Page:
In today’s article, I’d like to talk about the pros and cons of sideloading, playing devil’s advocate, offering a counter-argument and finally a possible solution to allow it in a secure fashion.
Craig Federighi, Apple’s current Senior Vice President of Software Engineering said in the Web Summit 2021: “Sideloading is a cybercriminal’s best friend”.
When I first read this, out of context, I got very dystopian vibes. I thought to myself, “Is this what Apple thinks? That I’m a criminal if I sideload?”, if they thought that, this would be terrible, it would be the dystopian way to think that many technical people, including myself, fear. Remember how the music industry said: “MP3 is a crime”? Yes, MP3 music files. It’s absurd!
But then I watched the talk, and was relieved that what he actually meant was that, cybercriminals often abuse side-loading to trick users to install malware.
Now, while what he said is not wrong, there’s a lot to unpack here since the whole thing is more nuanced, and I will have to play devil’s advocate for a moment, before proceeding to some counterarguments, and even providing a possible solution on how to allow sideloading but with security in mind.
Playing devil’s advocate
If you’re technical like me, you probably use side-loading yourself, be it on your phone, your tablet, or computer.
And if you’re technical like me, you’re probably the one that your friends and family call for help when “something isn’t working”.
I’ve seen the following scenario multiple times with Windows users:
They saw some advertisement on some website, that lied to them by saying something similar to:
- “You got 839 viruses, click here to download antivirus!”
- “Download FREE PC cleaner for speed!”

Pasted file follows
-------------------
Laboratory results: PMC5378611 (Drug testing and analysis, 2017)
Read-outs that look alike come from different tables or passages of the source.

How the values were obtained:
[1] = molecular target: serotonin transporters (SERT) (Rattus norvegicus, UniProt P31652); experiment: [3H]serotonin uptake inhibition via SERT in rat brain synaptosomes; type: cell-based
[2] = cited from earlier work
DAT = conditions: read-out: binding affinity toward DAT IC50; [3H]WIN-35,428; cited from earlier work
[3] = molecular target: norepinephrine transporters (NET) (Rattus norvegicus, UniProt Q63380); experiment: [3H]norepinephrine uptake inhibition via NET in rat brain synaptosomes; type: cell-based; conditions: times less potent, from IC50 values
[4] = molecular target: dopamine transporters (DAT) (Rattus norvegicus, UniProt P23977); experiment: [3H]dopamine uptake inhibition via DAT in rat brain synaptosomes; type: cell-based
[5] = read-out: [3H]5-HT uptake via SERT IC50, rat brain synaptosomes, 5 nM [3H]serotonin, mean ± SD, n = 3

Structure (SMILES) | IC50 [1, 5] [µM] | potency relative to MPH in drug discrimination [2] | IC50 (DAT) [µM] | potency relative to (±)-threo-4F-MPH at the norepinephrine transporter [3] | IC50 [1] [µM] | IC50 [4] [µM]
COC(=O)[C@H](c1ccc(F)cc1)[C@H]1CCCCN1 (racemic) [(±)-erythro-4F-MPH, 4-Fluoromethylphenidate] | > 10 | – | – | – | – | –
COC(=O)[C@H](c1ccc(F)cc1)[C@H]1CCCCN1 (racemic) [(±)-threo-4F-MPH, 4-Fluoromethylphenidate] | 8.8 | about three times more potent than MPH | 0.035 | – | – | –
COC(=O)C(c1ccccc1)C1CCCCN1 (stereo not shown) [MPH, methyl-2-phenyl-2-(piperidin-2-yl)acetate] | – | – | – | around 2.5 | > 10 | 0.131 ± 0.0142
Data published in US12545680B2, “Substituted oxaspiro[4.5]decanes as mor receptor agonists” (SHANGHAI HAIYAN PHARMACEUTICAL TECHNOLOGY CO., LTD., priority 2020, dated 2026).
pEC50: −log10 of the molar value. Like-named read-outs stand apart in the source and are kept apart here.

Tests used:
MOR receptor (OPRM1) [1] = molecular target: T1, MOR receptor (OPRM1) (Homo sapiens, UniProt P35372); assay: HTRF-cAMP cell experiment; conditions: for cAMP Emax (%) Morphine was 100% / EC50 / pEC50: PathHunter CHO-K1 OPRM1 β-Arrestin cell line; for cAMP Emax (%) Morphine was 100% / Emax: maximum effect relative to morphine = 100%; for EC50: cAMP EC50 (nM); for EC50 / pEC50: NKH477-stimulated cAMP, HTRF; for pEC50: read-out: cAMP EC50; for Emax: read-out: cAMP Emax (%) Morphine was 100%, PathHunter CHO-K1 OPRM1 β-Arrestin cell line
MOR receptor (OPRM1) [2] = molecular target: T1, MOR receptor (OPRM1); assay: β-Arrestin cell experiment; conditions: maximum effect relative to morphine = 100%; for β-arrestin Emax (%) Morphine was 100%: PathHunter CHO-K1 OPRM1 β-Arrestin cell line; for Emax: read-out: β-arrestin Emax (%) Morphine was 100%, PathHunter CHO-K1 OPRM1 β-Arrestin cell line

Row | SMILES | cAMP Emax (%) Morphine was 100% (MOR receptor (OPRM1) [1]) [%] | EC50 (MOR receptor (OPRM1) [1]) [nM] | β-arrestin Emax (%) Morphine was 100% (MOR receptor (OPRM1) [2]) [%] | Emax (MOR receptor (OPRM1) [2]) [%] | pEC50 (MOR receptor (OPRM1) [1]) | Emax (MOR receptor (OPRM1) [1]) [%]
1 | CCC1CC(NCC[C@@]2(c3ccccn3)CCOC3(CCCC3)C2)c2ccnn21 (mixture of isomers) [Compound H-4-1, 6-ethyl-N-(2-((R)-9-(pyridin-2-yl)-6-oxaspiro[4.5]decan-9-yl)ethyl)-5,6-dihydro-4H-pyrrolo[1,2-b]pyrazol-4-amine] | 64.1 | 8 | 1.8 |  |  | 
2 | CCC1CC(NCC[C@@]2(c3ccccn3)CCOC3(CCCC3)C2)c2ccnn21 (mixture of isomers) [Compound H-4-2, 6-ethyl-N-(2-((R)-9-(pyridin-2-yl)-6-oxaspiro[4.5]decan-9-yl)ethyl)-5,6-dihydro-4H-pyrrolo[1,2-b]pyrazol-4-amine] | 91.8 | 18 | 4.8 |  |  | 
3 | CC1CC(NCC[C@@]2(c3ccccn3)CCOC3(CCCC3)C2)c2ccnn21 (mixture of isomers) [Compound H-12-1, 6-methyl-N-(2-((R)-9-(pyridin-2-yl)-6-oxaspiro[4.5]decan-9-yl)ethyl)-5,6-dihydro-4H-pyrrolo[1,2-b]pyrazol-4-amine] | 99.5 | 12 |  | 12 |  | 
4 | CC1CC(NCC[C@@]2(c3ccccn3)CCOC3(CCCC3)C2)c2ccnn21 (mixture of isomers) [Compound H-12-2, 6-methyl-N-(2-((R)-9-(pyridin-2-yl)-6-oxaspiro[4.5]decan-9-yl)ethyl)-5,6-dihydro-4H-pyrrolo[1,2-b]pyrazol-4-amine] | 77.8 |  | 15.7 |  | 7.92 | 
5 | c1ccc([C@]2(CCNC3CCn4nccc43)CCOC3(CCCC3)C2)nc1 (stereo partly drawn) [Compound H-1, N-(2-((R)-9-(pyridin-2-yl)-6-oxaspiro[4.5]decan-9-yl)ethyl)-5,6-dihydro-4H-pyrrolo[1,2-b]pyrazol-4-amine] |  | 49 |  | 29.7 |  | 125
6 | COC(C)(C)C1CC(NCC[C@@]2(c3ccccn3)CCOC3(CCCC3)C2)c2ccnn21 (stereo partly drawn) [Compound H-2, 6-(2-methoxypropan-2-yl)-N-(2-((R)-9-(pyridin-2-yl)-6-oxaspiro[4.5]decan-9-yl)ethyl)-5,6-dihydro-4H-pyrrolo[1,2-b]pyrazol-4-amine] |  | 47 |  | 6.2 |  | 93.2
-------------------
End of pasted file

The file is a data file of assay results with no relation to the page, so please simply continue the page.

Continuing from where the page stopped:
- “Download faster with this!”
You get the idea, making up a problem, promising some solution or benefit, to try to trick them into installing (sideloading) malware.
Now, not all of them admit to having clicked on something like that, it’s usually “I did nothing, I swear!”, either because they genuinely don’t see the connection and don’t know better, or because they are ashamed to admit it. But some do reveal, “I clicked this thing on a website”.
As a technical person, talking solely from my perspective, I’d welcome sideloading on iPhone, however, it would be foolish to decide this for others based on my own needs and skill set. Just because I can’t get tricked, doesn’t mean others won’t.
So, you can see how the argument against sideloading is not pulled out of thin air, there’s definitely some truth to this, but that’s not the full story.
But, of course, there’s more to this than the security aspect. There’s actually a conflict of interest for Apple.
You see, currently, Apple controls all aspects of App distribution on iPhone and iPad. Apple has essentially a monopoly: Apple dictates what App can make it into the store or not, Apple dictates how much of a cut they get from each sale, Apple dictates the payment platforms that may be used (hint: It’s solely Apple Pay / in-app purchases, increasing how much they make), Apple dictates that outside payment methods are not allowed, Apple dictates many things.
If you are a developer or publisher and don’t play by Apple’s rules, your App gets kicked out of the store, meaning you lose in sales or reach, but you don’t want that, so you play along and follow the rules. Apple essentially owns the platform and has full control, too much control.
In short, this means three things:
- Apple controls a big chunk of the market and money flow, and gets a nice cut.
- Developers and publishers are heavily limited in what they can do, a lot of freedom is lost.
- You don’t own your device anymore, at least not truly.
But then again, about the second point, Apple did also use their power for good, remember how Facebook got really upset with Apple about enhanced privacy on the platform? If Facebook got upset, it must have been a good thing, right? :D
But as you can see, there are multiple perspectives here, each with their pros and cons.
- That side-loading can be used to install Malware is definitely true, but
- Apple has too much control over the platform,
- yet sometimes that control can be used for good, but
- overall, it takes a lot of freedom away, too.
So, I’m not here to tell you what “side” to take, I think all these points are valid, and it’s up to the people to weigh them.